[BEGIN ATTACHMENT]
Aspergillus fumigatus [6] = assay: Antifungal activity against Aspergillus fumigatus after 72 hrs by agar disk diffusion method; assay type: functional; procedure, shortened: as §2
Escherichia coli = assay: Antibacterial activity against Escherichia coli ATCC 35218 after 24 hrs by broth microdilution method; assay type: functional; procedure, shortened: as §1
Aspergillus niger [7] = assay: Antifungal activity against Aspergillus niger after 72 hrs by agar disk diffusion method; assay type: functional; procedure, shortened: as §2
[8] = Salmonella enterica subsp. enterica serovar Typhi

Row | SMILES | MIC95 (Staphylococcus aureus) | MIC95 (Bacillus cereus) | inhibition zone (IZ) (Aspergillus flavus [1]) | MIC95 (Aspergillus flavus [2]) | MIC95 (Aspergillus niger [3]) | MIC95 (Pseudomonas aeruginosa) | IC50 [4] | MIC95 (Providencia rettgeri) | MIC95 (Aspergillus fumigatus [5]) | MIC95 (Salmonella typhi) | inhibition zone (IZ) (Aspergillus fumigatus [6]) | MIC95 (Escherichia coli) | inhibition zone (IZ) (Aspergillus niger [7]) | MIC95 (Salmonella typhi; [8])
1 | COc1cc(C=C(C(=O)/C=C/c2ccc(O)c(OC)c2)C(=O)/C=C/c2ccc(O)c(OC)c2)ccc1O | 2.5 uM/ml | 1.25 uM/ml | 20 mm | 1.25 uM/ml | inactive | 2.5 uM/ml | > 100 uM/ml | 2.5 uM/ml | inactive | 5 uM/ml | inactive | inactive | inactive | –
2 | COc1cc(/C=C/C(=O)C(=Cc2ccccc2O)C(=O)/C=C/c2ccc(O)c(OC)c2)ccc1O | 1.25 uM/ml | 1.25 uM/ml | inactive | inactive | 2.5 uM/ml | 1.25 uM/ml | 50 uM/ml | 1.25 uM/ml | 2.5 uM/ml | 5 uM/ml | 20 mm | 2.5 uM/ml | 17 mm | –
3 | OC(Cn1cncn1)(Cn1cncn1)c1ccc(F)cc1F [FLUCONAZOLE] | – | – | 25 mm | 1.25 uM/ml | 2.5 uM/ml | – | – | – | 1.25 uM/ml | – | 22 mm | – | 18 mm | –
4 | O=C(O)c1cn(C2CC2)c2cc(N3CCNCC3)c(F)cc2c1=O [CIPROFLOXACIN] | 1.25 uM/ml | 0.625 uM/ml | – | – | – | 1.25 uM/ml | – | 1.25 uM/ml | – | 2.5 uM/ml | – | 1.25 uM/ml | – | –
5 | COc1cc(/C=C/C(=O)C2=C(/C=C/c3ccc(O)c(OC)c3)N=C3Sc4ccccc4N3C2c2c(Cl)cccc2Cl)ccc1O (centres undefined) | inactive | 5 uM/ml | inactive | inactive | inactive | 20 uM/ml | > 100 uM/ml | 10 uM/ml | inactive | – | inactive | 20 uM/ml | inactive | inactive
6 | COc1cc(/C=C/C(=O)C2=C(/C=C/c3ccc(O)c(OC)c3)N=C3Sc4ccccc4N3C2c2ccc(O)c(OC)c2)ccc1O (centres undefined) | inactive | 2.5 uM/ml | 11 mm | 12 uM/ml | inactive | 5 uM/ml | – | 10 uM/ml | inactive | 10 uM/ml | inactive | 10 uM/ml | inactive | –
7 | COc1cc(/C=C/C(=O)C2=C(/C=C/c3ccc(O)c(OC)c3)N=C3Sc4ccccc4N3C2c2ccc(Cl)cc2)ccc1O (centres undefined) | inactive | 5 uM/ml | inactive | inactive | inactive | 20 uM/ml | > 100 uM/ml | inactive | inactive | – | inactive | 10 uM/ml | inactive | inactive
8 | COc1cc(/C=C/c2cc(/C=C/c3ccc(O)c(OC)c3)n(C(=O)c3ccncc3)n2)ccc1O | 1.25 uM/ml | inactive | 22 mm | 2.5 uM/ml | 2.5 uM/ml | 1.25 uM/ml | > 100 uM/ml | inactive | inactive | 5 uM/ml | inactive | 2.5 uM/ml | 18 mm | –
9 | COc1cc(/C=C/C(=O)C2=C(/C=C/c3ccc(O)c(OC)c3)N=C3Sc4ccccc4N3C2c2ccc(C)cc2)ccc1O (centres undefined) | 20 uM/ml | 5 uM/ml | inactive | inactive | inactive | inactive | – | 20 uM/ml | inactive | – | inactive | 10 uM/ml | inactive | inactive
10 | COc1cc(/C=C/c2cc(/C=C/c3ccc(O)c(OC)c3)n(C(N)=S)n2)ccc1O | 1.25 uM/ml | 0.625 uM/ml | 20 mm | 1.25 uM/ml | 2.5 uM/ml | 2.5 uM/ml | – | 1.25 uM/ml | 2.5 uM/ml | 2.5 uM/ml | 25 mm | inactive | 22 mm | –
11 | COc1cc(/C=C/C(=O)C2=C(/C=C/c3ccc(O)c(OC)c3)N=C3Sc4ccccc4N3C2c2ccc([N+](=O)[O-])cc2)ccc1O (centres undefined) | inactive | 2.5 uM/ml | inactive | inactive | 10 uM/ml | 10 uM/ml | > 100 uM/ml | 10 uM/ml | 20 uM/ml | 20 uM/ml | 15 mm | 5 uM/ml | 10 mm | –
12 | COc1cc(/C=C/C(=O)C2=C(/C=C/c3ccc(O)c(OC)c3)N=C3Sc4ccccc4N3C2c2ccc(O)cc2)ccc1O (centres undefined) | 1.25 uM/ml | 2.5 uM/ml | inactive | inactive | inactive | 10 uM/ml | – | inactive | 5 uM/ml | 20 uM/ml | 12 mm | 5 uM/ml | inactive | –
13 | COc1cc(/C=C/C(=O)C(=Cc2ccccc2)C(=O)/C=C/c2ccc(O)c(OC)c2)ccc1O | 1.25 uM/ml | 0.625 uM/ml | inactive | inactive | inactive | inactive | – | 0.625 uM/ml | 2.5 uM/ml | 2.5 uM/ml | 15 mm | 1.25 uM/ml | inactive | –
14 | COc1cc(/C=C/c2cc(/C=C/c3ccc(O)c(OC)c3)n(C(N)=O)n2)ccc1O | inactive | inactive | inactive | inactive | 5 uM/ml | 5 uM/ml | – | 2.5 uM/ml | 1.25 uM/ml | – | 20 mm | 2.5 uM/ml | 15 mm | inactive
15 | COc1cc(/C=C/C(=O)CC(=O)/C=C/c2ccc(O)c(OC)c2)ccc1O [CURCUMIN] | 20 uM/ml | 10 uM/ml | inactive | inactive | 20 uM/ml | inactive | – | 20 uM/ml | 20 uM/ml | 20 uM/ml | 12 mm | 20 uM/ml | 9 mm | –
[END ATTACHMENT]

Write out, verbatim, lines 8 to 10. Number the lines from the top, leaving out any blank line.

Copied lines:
3 | OC(Cn1cncn1)(Cn1cncn1)c1ccc(F)cc1F [FLUCONAZOLE] | – | – | 25 mm | 1.25 uM/ml | 2.5 uM/ml | – | – | – | 1.25 uM/ml | – | 22 mm | – | 18 mm | –
4 | O=C(O)c1cn(C2CC2)c2cc(N3CCNCC3)c(F)cc2c1=O [CIPROFLOXACIN] | 1.25 uM/ml | 0.625 uM/ml | – | – | – | 1.25 uM/ml | – | 1.25 uM/ml | – | 2.5 uM/ml | – | 1.25 uM/ml | – | –
5 | COc1cc(/C=C/C(=O)C2=C(/C=C/c3ccc(O)c(OC)c3)N=C3Sc4ccccc4N3C2c2c(Cl)cccc2Cl)ccc1O (centres undefined) | inactive | 5 uM/ml | inactive | inactive | inactive | 20 uM/ml | > 100 uM/ml | 10 uM/ml | inactive | – | inactive | 20 uM/ml | inactive | inactive